Children who get little sleep and spend too much time on screens most likely to be obese

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Children who get little sleep and spend too much time on their phones or tablets are most likely to be obese, research suggests.

For every extra hour of screen use, youngsters are 16 per cent more likely to become overweight or obese. 

While every hour less of sleep drove up the risk by 23 per cent, according to the study of more than 4,000 children.

The Royal College of Surgeons, which conducted the research, found there was a direct correlation between increased screen use and decreased sleep time.

It said that cutting down the amount of time youngsters spend on electronics could help them sleep longer and eat better.

Sleep deprivation causes changes to hormones that regulate hunger and appetite, which make people more prone to overeating.

A lack of energy also makes people less likely to exercise and burn off whatever food they do consume. 

Children who get little sleep and spend too much time on their phones or tablets are most likely to be obese, research suggests (file)

Using screens at night sends signals to the body that makes it difficult to know it’s nighttime and get sleepy.

Pre-teenage children need upwards of 10 hours per night of sleep to help their growing brains and bodies develop properly.

Why people eat more when they’re sleep-deprived

Sleeping less than seven hours a night has been linked to eating about an extra 400 calories a day.

This adds one pound to their body weight per week. 

Sleep-deprived people tend to seek foods higher in fat and lower in protein for reward.

This can lead to a diet high in fats and low in protein and fiber. 

Sleep deprivation causes changes to hormones that regulate hunger and appetite, which make people more prone to overeating.

A lack of energy also makes people less likely to exercise and burn off whatever food they do consume. 

A 2017 study found people who got less than the recommended amount of sleep were less likely to be active the next day. 

Experts say as well as leading to children doing less exercise, sitting inside looking at screens makes youngsters more likely to overeat on snacks.

They call this ‘passive over-consumption’ – meaning children snack on junk foods which they often see advertised on the same devices they’re spending their time.

The latest research, presented at this year’s European and International Conference on Obesity (ECOICO), followed 4,285 children in eight different countries in Europe between 2010 and 2014. Participants were aged two to 11.

Parents reported how much time their children spent on average watching TV, playing games consoles, using a mobile, computer or tablet, and sleeping each day.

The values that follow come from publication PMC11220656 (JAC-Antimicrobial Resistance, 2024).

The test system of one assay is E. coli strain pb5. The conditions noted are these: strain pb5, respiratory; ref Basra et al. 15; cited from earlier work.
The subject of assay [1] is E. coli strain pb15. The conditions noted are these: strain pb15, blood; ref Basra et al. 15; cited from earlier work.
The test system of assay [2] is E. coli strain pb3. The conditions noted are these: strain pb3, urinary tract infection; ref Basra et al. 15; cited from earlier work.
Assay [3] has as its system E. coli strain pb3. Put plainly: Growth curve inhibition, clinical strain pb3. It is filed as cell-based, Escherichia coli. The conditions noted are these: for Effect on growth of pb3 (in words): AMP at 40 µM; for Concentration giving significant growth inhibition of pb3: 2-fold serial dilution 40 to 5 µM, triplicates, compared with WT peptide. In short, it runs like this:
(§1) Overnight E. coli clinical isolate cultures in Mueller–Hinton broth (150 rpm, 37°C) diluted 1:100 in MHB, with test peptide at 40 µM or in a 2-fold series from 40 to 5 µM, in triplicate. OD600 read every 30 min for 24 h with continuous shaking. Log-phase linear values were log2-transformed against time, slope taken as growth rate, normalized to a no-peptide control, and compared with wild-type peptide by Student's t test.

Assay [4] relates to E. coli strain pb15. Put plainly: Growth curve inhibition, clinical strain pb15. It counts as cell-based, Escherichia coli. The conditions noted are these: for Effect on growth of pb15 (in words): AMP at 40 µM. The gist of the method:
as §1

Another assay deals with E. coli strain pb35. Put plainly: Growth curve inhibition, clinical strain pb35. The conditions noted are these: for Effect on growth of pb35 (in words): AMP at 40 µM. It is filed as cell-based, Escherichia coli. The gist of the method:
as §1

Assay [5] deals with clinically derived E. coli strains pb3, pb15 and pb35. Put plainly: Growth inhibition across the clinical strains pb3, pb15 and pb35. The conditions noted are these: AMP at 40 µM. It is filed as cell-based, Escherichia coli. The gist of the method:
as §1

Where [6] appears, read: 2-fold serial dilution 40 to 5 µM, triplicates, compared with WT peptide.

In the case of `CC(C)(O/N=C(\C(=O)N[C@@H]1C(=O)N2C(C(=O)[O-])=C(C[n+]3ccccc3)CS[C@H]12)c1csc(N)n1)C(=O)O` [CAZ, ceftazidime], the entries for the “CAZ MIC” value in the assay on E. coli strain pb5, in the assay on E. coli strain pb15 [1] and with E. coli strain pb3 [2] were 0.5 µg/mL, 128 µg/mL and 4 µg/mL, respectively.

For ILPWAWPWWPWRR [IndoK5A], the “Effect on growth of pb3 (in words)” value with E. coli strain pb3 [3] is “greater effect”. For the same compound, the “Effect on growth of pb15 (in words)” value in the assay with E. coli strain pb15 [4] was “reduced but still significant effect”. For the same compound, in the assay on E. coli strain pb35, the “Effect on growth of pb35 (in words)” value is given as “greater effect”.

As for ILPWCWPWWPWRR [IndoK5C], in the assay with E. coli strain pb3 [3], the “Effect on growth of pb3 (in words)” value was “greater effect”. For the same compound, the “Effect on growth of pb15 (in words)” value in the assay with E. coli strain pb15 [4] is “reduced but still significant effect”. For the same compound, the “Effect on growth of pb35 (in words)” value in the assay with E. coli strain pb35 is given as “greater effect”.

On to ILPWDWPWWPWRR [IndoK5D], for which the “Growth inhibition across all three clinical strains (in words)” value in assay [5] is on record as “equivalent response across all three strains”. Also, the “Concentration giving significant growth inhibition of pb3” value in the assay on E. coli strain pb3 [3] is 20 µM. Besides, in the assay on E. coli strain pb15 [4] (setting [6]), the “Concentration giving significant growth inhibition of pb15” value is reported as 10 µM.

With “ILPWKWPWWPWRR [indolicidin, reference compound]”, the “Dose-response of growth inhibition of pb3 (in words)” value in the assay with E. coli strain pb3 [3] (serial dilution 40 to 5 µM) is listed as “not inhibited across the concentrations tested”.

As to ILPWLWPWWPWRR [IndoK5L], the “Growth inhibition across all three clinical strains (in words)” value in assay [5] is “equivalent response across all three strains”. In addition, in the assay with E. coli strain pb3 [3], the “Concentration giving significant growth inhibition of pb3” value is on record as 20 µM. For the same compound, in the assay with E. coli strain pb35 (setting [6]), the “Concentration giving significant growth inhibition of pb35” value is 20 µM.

The researchers found that screen time and sleep duration had an inverse correlation, meaning a decrease in one caused an increase in the other. It showed children who used screens more, slept less.  

For every extra hour spent on gadgets, there was a 16 per cent increased chance of obesity, and the risk was 23 per cent for every hour of sleep lost. 

But because one often accompanied the other, the true risk could be much higher for children.

Dr Viveka Guzman, from the Royal College of Surgeons in Ireland, who led the research. said: ‘Sleep is an often undervalued but important part of children’s development, with a regular lack of sleep causing a variety of health problems. 

‘Our findings suggest that sleep duration plays a role in the link between screen time and overweight, but more research is need to understand the mechanism underlying this relationship.’

The authors acknowledge that their study was an observational one, so no conclusions about cause and effect can be drawn. 

They point to several limitations, including that the study did not examine potentially confounding factors such as physical activity, family history of obesity, or eating habits. They also accept parents may have misreported sleep duration and screen time.

However, the study follows a wealth of research with similar findings. A review of 80 studies on more than 200,000 people in 2018 ranked smartphones and tablets alongside sugary drinks as one of the biggest risks for childhood obesity.

Research done by the World Cancer Research Fund examined the causes of weight gain in children around the world.

It found increasing amounts of time spent on smartphones, tablets and gaming is a big driver of children getting fatter – that and sugary drinks make up the top two. 

Experts say as well as leading to children doing less exercise, sitting inside looking at screens makes youngsters more likely to overeat on snacks.

They call this ‘passive over-consumption’ – meaning children snack on junk foods which they often see advertised on the same devices they’re spending their time.

As well increasing their risk of dying young, too much time on gadgets is damaging youngsters’ eyes – the number of short-sighted children has doubled in 50 years. 

This effect has been dubbed ‘digital myopia’, and King’s College London researchers, in a separate study, found every hour a day spent on devices raised a child’s risk of sight damage by three per cent.

Past research has suggested children spend, on average, eight hours a day using gadgets.

And there have been reports that up to 90 per cent of youngsters do not get the recommended nine to 11 hours per night.

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